Research assignments about famous people and events in Black history have their place, but they’re limited. The examples mentioned above may be engaging, particularly if students have a choice of who to research and how to present their work. But if the goal is simply to share information, an opportunity has been lost. Instead, make the goal to think like historians, understand underlying forces and trends more deeply. Ask students to do research in the service of answering a deeper question.

Design driving questions for projects that will engage students and provoke them to think critically, then share their answer by creating a written or media product, or by presenting it aloud. Here are some examples:

  • Should we have “Black History Month”? Has its founder Carter Woodson’s vision been fulfilled?
  • What forgotten people, events, or aspects of Black history should America remember?
  • How would the story of ____ (insert historical event) be told from the Black perspective?
  • How much should police power be limited?
  • Should we require an “ethnic studies course” for graduation?
  • Should there be reparations for slavery?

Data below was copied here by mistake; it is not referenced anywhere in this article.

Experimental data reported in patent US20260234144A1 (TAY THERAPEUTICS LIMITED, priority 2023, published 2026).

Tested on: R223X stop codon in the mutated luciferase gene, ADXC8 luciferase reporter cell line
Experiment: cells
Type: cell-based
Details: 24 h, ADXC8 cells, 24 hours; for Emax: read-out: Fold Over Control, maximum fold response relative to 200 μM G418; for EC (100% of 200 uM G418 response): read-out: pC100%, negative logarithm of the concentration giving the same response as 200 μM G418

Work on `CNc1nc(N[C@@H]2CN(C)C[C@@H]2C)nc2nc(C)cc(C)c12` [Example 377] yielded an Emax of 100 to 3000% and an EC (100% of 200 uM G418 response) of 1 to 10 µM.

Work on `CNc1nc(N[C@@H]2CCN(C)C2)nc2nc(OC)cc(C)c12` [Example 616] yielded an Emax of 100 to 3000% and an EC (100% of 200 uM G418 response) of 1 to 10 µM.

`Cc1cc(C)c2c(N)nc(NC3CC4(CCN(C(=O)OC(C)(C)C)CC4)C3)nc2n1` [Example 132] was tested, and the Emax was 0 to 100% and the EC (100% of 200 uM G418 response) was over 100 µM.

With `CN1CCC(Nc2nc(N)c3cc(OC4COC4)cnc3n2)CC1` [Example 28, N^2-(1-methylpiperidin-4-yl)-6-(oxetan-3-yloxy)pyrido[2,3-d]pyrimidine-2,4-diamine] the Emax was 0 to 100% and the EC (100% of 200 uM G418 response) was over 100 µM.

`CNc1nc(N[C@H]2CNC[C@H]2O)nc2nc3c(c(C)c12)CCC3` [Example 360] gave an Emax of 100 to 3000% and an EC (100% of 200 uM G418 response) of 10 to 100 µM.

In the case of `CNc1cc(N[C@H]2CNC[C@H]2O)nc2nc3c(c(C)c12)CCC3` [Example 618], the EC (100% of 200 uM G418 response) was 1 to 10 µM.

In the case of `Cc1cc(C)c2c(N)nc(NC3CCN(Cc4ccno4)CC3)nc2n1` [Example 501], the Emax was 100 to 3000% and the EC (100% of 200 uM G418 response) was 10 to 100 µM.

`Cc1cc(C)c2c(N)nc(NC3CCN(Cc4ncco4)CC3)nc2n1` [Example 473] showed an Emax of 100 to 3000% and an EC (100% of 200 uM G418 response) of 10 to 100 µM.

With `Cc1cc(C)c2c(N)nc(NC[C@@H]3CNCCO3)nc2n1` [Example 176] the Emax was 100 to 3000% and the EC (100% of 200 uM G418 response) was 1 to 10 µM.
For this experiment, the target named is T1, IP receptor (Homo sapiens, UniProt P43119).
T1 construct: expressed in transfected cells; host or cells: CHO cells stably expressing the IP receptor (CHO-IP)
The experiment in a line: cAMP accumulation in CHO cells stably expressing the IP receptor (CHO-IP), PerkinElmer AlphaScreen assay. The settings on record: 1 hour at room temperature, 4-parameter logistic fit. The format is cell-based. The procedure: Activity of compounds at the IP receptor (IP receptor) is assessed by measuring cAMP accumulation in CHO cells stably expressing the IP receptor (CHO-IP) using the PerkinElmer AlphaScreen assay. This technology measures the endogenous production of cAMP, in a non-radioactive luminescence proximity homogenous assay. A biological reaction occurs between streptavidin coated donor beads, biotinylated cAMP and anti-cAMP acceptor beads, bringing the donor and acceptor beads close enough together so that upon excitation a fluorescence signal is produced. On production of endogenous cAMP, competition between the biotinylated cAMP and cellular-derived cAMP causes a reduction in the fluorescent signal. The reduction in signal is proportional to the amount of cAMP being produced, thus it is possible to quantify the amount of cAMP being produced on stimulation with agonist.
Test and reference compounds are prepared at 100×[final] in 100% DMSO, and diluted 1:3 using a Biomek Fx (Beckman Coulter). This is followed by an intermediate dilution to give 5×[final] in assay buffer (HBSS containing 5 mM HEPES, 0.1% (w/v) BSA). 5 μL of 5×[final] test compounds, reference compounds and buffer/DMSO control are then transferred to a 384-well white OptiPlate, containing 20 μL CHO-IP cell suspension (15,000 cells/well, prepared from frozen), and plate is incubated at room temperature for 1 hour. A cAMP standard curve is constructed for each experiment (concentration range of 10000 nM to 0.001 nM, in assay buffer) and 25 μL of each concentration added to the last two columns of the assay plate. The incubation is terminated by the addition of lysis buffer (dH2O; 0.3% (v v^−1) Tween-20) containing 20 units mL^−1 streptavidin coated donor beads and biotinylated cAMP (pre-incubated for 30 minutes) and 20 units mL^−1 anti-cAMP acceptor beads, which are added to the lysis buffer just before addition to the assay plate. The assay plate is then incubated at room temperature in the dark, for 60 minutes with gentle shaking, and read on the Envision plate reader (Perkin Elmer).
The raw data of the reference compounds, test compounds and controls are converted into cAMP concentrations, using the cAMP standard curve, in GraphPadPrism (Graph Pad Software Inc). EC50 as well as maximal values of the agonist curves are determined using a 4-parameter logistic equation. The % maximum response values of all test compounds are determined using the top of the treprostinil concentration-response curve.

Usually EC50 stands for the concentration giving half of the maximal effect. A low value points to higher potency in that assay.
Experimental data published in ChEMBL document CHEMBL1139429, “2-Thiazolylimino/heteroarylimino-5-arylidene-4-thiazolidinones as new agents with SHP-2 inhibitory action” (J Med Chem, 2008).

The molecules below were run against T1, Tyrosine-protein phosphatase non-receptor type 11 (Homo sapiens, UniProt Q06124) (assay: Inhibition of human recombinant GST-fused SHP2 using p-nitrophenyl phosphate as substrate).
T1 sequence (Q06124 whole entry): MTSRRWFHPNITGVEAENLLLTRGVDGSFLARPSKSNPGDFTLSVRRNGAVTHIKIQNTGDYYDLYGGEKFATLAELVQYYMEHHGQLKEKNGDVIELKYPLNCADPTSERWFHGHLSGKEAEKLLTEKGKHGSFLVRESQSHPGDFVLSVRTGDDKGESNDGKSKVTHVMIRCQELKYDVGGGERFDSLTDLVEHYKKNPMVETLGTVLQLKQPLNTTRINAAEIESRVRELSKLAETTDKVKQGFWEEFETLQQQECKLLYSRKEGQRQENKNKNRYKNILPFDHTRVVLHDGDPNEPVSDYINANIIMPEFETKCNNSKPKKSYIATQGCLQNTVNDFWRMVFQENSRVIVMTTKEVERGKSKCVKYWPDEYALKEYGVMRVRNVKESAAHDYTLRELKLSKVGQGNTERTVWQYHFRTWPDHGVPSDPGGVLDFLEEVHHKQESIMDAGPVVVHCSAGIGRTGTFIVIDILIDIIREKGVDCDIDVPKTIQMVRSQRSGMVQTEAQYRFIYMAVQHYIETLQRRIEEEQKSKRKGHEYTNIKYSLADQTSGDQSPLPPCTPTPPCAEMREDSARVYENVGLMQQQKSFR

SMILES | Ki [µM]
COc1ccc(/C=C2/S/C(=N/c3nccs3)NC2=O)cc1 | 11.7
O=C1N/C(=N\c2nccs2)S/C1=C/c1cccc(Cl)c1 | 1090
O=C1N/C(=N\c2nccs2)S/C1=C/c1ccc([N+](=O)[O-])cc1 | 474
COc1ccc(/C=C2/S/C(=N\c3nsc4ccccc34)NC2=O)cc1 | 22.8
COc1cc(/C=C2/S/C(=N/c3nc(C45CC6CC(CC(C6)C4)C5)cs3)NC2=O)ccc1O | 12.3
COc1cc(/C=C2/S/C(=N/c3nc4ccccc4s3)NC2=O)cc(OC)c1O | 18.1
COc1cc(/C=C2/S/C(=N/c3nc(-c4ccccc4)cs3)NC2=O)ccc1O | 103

2.  Connect national history to local and contemporary history.

Seeing how the past connects to issues in their communities and in the nation or world today is a great motivator for students. Connect the work of famous civil rights leaders to local leaders and groups that students identify, tell their stories and join their efforts. Consider local artists and writers and businesspeople, too, not just political leaders.

Here are some examples of this kind of project from the PBLWorks collection:

  • Marking History, Making History (3-5): How can we as historians uncover and share stories about our community?
  • March Through Nashville (7). How can we as historians design a virtual civil rights museum app that will preserve the story of Nashville's influence on the Civil Rights Movement? 
  • History in Pictures (6-12): How can we as historians design an interactive digital tool for a [local museum, historical society, or archive] that demonstrates our local community’s influence on a period in history?

3.  Have students become agents of change.

Ask them to find an issue they care about and take action on it -- persuade a particular audience, or advocate for a cause. Send the message that Black History is not something from the past, it is still happening now, and whoever we are, we can contribute to it. Partner with local or national organizations to up the authenticity, find experts, and communicate with outside audiences.

Here are some examples of this kind of project from the PBLWorks collection:

Have you done or heard of some good projects about Black history or the history of other marginalized groups? Please share them on Twitter at #pblworks.

John Larmer, Editor in Chief
John is editor in chief at PBLWorks, where he has helped create professional development workshops and PBL curriculum materials. He writes for and edits the PBL Blog, and is the co-author of several books on PBL.